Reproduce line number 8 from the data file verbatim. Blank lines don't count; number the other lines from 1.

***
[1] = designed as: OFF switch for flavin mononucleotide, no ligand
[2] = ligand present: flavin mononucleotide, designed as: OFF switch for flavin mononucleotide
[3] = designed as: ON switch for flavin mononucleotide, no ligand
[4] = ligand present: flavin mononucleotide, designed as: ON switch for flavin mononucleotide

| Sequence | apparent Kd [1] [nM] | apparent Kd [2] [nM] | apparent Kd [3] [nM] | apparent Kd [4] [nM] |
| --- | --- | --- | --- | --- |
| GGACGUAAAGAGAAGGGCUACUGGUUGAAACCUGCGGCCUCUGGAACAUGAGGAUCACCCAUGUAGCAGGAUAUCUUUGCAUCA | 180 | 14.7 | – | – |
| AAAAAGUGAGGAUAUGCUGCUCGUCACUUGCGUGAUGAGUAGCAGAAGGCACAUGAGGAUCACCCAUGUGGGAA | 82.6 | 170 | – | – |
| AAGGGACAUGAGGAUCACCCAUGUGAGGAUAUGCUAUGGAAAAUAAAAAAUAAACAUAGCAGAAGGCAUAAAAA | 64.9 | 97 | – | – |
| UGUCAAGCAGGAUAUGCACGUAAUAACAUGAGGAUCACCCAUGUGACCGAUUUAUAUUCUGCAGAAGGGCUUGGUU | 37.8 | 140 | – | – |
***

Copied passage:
| AAAAAGUGAGGAUAUGCUGCUCGUCACUUGCGUGAUGAGUAGCAGAAGGCACAUGAGGAUCACCCAUGUGGGAA | 82.6 | 170 | – | – |